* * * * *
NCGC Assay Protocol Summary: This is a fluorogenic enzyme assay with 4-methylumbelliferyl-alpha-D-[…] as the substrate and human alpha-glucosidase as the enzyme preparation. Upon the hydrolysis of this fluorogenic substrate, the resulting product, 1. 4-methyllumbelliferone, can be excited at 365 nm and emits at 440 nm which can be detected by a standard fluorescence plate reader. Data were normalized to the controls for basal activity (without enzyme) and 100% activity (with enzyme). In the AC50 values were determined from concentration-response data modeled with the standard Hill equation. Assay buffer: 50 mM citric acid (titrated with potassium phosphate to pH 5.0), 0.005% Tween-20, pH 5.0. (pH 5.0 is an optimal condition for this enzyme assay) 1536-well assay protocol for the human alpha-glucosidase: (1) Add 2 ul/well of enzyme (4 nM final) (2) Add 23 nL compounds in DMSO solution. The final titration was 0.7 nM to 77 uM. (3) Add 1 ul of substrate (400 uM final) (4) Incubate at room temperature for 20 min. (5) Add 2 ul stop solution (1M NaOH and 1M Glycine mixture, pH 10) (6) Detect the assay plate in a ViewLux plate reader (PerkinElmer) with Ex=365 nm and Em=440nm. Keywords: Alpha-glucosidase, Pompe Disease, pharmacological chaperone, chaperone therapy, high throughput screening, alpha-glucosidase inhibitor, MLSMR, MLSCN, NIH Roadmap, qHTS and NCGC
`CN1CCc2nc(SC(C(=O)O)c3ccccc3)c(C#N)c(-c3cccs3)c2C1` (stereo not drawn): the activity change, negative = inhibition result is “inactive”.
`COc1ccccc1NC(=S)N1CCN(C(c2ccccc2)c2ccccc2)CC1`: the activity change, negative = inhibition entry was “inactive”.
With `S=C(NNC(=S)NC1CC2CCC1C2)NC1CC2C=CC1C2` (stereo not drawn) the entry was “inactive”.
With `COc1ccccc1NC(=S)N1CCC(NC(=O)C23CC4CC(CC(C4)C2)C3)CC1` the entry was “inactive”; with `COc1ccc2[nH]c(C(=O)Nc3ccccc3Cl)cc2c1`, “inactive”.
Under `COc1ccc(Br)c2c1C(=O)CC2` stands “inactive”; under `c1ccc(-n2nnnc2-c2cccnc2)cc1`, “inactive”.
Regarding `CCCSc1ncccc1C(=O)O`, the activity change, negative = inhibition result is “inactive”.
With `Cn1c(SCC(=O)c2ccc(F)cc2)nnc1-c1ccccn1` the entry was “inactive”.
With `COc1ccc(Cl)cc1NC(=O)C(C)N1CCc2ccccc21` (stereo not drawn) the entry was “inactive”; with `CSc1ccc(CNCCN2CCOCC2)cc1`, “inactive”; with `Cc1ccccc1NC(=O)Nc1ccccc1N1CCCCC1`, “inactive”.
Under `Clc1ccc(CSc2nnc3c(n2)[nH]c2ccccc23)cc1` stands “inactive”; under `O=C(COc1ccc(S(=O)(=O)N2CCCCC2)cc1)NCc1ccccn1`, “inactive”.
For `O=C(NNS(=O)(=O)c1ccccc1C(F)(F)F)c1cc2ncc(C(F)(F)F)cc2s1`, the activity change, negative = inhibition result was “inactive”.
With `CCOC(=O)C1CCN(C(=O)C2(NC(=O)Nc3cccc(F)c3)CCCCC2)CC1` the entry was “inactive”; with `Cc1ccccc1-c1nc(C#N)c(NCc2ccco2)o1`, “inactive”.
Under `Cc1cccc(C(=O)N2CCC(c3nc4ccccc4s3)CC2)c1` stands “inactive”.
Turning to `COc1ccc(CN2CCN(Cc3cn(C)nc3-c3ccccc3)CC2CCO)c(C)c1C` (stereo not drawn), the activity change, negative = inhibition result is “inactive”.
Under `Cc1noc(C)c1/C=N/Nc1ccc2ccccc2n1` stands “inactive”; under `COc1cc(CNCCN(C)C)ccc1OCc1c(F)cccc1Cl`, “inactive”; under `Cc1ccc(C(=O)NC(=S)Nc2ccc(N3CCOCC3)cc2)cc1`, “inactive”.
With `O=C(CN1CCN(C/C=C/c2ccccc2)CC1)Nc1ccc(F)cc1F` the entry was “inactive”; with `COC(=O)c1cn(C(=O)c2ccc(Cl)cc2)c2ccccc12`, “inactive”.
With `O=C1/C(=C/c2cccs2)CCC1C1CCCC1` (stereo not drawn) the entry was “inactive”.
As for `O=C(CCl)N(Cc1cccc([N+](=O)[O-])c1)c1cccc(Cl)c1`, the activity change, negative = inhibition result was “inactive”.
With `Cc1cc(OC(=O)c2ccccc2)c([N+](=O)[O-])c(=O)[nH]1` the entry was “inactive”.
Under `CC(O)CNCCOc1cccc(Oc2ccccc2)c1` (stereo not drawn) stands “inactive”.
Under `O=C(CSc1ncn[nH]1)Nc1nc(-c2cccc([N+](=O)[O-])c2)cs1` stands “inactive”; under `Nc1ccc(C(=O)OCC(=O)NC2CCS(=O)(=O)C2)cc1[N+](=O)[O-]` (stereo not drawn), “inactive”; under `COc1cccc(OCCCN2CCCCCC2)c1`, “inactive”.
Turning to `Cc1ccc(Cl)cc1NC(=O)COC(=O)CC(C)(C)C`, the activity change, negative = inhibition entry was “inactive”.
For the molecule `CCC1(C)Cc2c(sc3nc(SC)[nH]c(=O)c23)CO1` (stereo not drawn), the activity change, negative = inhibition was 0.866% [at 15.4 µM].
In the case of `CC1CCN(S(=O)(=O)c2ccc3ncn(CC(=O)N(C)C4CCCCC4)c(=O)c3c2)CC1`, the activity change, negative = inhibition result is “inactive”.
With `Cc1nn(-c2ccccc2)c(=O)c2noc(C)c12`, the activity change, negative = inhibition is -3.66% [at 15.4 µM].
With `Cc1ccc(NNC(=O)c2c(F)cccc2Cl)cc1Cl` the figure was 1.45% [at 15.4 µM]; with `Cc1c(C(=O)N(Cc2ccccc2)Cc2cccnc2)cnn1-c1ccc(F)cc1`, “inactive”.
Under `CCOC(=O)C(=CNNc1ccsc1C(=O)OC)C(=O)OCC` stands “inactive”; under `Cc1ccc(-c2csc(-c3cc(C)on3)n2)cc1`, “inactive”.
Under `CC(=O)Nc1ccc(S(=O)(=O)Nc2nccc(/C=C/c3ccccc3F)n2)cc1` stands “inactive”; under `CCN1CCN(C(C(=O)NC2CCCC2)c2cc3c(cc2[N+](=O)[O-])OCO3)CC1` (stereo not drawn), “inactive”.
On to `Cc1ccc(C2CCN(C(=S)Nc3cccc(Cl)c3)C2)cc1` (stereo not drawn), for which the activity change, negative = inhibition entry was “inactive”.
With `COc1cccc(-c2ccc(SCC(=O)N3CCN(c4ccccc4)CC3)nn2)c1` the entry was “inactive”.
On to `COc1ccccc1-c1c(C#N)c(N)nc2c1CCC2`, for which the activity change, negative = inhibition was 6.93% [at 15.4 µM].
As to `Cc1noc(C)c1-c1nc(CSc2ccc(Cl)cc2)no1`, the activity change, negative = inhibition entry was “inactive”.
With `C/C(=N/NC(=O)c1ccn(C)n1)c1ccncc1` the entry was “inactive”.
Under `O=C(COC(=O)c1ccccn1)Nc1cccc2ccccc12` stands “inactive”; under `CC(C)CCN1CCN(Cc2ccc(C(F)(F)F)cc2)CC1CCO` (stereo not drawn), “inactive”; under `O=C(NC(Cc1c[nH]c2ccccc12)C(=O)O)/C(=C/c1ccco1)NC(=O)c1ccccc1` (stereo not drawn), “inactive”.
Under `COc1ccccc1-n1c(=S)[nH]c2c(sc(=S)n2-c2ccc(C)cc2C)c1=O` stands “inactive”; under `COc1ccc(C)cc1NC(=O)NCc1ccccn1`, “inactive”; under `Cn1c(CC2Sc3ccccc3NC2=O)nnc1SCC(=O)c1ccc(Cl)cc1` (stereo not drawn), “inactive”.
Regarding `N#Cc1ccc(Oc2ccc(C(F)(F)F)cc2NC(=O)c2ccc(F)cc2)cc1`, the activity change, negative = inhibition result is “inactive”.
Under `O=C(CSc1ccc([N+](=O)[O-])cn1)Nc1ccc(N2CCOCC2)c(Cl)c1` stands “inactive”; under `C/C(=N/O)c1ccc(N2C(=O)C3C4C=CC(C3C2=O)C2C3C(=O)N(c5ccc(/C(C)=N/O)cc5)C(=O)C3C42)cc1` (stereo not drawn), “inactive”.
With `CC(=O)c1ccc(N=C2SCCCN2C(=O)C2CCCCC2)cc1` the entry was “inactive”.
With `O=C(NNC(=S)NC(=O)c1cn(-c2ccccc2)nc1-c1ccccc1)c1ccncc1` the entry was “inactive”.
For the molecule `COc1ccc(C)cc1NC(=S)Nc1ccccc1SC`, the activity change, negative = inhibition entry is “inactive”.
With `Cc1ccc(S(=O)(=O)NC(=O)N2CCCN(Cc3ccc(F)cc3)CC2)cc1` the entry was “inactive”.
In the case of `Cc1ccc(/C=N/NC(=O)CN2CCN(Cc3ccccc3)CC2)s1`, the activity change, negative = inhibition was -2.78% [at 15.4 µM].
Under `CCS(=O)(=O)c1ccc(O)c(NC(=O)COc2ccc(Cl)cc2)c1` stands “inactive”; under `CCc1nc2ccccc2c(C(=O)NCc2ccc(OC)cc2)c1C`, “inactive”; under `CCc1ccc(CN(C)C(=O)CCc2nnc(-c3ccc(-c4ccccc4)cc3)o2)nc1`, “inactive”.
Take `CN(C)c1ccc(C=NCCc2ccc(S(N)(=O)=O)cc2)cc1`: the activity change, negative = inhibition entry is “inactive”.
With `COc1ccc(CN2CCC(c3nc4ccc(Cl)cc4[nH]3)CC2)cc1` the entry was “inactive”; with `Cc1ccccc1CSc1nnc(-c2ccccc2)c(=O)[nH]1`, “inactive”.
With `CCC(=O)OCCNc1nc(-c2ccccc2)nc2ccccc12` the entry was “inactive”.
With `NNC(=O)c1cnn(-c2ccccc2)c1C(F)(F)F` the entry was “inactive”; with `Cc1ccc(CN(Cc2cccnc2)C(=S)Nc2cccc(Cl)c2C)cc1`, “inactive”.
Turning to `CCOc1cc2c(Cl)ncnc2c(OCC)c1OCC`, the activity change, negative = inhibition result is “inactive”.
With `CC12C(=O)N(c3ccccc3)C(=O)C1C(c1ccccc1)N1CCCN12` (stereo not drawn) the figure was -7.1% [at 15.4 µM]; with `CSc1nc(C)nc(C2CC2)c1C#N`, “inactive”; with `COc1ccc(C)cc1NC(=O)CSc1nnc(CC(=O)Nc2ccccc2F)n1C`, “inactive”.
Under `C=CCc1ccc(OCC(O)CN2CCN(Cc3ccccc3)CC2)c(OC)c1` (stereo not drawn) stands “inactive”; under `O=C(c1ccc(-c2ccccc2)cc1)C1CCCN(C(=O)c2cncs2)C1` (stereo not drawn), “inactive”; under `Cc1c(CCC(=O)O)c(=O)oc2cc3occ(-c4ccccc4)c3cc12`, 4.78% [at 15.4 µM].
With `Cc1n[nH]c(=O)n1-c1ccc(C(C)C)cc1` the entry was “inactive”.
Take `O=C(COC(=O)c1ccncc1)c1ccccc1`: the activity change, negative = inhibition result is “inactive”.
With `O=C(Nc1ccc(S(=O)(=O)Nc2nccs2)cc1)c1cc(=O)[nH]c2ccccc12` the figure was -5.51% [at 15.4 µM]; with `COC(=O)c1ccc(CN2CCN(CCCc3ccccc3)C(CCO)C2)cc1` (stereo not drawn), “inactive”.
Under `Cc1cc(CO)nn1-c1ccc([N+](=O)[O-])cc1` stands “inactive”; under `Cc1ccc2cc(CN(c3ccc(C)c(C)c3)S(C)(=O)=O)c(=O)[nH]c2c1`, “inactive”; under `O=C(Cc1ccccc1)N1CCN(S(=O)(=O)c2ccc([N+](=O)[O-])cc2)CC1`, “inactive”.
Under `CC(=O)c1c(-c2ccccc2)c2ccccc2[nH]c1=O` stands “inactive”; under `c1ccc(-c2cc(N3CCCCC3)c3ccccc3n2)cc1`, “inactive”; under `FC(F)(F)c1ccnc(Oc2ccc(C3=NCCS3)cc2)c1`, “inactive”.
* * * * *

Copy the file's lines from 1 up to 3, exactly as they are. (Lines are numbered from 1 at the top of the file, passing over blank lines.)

NCGC Assay Protocol Summary: This is a fluorogenic enzyme assay with 4-methylumbelliferyl-alpha-D-[…] as the substrate and human alpha-glucosidase as the enzyme preparation. Upon the hydrolysis of this fluorogenic substrate, the resulting product, 1. 4-methyllumbelliferone, can be excited at 365 nm and emits at 440 nm which can be detected by a standard fluorescence plate reader. Data were normalized to the controls for basal activity (without enzyme) and 100% activity (with enzyme). In the AC50 values were determined from concentration-response data modeled with the standard Hill equation. Assay buffer: 50 mM citric acid (titrated with potassium phosphate to pH 5.0), 0.005% Tween-20, pH 5.0. (pH 5.0 is an optimal condition for this enzyme assay) 1536-well assay protocol for the human alpha-glucosidase: (1) Add 2 ul/well of enzyme (4 nM final) (2) Add 23 nL compounds in DMSO solution. The final titration was 0.7 nM to 77 uM. (3) Add 1 ul of substrate (400 uM final) (4) Incubate at room temperature for 20 min. (5) Add 2 ul stop solution (1M NaOH and 1M Glycine mixture, pH 10) (6) Detect the assay plate in a ViewLux plate reader (PerkinElmer) with Ex=365 nm and Em=440nm. Keywords: Alpha-glucosidase, Pompe Disease, pharmacological chaperone, chaperone therapy, high throughput screening, alpha-glucosidase inhibitor, MLSMR, MLSCN, NIH Roadmap, qHTS and NCGC
`CN1CCc2nc(SC(C(=O)O)c3ccccc3)c(C#N)c(-c3cccs3)c2C1` (stereo not drawn): the activity change, negative = inhibition result is “inactive”.
`COc1ccccc1NC(=S)N1CCN(C(c2ccccc2)c2ccccc2)CC1`: the activity change, negative = inhibition entry was “inactive”.